Puberty doesn’t start until the end of elementary school at the earliest, but it’s a good idea to start talking about the basics of it with your kid early on. That way they’ll be prepared when things start changing, and they won’t feel scared or confused. 

Elementary school is also a good age to talk about and be a model for healthy habits and attitudes. Talk with them about why it’s important to eat well, be active, and keep good hygiene (like brushing your teeth and taking baths). It may help to try different strategies, like brushing your teeth alongside them, or asking them to help you cook. But no matter what, be consistent in your expectations and rules about staying healthy and clean so they learn how to take care of their own body. 

How do I talk about body privacy with my child?

Different families have different values when it comes to nudity and privacy. Help your kid understand that they need to respect other people, so when guests come over or when they’re in public they need to wear clothes. Let them know they need to respect other people’s house rules if they visit a friend. 

When you ask your kid to put on clothes, try not to make their body sound like something to be ashamed of. Instead, be clear about the rules. You can say something like, “Your cousins are coming over, and when people come over we have to have our clothes on.”

Make sure they know that their body is theirs and no one else’s. It’s never OK for someone to pressure them to show their body if they don’t want to. The only people who get to tell them what to do with their body (for health and safety reasons) are you, any other caregivers you name, and a doctor at the doctor’s office when you’re with them. Learn more about talking about boundaries and personal safety.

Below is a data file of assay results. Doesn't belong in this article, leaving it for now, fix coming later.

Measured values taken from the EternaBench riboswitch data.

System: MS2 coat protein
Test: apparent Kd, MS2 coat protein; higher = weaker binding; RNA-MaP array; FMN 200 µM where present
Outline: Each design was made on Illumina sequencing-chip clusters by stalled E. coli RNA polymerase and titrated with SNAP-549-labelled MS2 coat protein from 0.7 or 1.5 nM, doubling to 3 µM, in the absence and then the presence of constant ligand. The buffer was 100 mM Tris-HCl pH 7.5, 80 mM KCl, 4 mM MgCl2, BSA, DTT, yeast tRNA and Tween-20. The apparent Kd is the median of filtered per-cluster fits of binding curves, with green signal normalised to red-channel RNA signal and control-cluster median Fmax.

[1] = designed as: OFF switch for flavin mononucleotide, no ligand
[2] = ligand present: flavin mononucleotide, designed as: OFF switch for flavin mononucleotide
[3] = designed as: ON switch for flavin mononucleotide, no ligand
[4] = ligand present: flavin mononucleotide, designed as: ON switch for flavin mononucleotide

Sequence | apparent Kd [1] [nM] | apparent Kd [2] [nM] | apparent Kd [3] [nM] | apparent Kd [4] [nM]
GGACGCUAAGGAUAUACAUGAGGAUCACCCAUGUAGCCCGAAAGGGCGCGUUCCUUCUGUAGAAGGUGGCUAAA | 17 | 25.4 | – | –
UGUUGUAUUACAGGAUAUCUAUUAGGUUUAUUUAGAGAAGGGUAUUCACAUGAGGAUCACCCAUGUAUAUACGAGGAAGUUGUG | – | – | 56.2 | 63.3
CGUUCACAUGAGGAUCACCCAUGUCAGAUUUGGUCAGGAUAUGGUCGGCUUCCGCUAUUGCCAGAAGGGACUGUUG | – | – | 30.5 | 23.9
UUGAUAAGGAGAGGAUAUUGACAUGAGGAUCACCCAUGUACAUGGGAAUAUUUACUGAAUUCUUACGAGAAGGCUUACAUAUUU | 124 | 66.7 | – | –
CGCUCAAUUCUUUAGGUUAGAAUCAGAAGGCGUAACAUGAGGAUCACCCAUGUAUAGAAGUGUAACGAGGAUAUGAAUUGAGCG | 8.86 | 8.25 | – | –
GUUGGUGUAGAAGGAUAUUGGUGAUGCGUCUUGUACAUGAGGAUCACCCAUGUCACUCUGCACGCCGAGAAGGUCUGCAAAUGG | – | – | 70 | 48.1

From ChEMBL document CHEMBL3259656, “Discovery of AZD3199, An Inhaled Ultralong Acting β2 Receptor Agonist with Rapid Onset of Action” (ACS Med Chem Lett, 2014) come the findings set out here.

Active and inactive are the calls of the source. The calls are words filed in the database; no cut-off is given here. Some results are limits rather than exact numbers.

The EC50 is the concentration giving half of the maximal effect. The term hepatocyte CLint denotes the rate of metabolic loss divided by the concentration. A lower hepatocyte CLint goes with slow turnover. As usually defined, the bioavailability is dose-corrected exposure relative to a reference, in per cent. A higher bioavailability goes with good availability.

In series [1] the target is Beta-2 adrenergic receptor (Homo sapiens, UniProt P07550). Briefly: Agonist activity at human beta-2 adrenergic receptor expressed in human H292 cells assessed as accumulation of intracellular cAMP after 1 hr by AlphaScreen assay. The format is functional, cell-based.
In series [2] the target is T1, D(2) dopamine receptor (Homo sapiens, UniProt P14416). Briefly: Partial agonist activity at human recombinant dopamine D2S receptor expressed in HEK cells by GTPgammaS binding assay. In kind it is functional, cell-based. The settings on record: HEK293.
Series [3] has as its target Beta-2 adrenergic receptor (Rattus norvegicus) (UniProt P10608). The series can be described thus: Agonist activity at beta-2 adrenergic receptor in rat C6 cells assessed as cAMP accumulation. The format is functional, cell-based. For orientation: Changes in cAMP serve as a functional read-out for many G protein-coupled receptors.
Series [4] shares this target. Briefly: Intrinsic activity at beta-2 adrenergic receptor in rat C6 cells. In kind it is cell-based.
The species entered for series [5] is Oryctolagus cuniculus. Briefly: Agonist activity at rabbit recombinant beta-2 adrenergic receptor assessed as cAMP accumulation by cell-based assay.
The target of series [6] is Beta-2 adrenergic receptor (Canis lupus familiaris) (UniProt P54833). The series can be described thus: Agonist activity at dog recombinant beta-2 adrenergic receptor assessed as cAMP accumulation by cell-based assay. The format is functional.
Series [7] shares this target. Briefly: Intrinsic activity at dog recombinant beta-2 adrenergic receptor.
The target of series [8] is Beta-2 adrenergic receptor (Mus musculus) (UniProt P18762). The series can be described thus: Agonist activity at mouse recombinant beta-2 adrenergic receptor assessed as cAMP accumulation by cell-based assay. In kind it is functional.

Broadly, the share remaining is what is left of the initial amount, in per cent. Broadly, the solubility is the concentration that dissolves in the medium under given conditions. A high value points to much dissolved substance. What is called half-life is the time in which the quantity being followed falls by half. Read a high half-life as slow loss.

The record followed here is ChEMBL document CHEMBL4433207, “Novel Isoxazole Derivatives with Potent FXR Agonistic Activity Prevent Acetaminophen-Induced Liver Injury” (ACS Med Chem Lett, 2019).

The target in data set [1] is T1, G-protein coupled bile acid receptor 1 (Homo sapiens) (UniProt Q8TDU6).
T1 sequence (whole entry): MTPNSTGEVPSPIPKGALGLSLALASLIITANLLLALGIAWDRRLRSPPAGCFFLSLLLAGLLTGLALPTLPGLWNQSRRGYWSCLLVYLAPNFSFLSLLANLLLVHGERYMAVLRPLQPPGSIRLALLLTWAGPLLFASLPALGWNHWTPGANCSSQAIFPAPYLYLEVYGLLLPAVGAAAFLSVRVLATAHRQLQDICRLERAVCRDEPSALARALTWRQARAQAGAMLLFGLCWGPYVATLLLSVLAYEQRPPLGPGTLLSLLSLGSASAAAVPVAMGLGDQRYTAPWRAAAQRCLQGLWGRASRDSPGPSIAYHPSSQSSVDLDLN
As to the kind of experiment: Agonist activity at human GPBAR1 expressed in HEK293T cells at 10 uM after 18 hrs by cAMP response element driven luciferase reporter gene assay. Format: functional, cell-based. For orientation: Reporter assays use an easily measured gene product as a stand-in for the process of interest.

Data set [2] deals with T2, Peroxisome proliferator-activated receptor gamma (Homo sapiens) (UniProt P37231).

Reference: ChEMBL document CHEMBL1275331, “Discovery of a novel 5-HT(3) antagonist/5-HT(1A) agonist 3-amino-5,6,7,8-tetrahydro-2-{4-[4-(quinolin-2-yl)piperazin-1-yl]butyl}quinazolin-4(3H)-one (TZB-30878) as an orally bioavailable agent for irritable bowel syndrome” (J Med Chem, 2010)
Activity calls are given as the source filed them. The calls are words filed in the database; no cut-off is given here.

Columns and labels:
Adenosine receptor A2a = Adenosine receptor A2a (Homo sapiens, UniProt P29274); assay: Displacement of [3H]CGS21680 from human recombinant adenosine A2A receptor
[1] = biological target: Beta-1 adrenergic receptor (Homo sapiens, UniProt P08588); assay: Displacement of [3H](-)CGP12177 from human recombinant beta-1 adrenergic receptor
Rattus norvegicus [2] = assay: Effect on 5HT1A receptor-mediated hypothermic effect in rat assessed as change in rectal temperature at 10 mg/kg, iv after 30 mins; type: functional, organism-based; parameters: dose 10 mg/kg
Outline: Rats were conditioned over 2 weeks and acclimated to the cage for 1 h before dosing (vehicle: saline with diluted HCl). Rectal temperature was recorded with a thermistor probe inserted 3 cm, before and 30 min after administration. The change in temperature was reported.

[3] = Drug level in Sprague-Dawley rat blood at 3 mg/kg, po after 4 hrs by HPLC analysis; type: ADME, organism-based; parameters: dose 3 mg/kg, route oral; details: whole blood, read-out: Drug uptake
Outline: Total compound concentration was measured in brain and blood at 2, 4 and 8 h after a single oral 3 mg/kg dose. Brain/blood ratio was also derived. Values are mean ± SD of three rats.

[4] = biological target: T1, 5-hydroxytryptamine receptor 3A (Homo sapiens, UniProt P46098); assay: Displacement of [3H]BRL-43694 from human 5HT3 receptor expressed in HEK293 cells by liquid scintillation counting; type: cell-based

How do I help build my child’s body image?

In general, elementary school kids have fewer hang-ups about how their body looks than older kids. Still, people of all ages are flooded with images of “ideal” body types from TV, movies, and ads. 

They may have questions about why they’re short instead of tall, why they have brown eyes instead of blue eyes, or why their classmate uses a wheelchair. Or instead, you may hear them talk about how they don’t like the way someone else looks, or that they want to change something about themselves.

You can help your kid understand that all bodies are different, and that there’s no such thing as “normal” or “perfect.” This can help to start middle school with a healthy mindset about their body. 

Here are some ways you can encourage a healthy body image: 

  • Don’t compare their looks to anyone else’s — even if you’re trying to compliment them. 
  • Don’t complain about your own looks in front of them. 
  • Do compliment how they look. 
  • ...but don’t let that be the only thing you compliment them on. 
  • Do focus on health, strength, and abilities instead of attractiveness.
  • Do remind them that most of the photos and videos we see of models and celebrities (and even characters in cartoons) are heavily edited and not real or realistic.
  • Do encourage them to be proud of their ethnic/racial identity, gender identity, what their body is capable of, etc., and look for opportunities to celebrate their community with them.